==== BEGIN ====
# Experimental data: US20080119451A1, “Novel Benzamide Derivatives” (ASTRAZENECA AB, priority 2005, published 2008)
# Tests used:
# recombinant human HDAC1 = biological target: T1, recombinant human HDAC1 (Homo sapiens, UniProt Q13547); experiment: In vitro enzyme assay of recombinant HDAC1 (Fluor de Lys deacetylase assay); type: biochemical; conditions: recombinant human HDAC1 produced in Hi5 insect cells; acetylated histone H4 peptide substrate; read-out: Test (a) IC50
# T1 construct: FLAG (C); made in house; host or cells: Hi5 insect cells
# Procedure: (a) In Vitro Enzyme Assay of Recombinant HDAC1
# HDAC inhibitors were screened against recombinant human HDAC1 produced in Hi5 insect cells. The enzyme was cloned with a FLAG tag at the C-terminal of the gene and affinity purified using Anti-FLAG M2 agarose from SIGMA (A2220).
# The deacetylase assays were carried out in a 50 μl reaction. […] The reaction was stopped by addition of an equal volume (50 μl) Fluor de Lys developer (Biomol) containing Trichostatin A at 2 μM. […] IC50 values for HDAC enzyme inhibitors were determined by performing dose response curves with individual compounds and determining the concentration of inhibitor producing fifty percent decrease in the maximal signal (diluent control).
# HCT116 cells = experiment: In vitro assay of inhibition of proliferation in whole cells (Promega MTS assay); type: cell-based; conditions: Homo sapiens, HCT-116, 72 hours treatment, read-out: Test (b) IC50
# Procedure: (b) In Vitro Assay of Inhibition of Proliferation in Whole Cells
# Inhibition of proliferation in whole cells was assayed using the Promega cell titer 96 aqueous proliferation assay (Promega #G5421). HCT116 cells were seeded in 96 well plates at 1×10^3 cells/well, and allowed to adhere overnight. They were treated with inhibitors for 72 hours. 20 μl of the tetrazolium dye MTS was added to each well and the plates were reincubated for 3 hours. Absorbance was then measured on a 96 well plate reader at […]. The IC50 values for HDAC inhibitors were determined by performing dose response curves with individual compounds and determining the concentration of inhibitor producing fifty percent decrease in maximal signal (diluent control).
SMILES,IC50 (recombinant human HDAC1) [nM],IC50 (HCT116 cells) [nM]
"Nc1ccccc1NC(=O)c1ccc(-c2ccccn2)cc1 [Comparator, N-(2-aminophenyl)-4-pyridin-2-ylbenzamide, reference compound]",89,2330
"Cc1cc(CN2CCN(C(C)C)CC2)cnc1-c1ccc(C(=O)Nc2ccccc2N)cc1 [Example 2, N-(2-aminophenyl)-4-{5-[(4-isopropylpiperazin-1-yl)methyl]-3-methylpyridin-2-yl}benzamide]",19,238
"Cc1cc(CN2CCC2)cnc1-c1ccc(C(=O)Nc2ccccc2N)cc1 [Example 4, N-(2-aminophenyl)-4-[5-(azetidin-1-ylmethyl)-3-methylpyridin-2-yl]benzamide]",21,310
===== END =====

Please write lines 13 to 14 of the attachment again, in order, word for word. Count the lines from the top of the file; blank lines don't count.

"Cc1cc(CN2CCN(C(C)C)CC2)cnc1-c1ccc(C(=O)Nc2ccccc2N)cc1 [Example 2, N-(2-aminophenyl)-4-{5-[(4-isopropylpiperazin-1-yl)methyl]-3-methylpyridin-2-yl}benzamide]",19,238
"Cc1cc(CN2CCC2)cnc1-c1ccc(C(=O)Nc2ccccc2N)cc1 [Example 4, N-(2-aminophenyl)-4-[5-(azetidin-1-ylmethyl)-3-methylpyridin-2-yl]benzamide]",21,310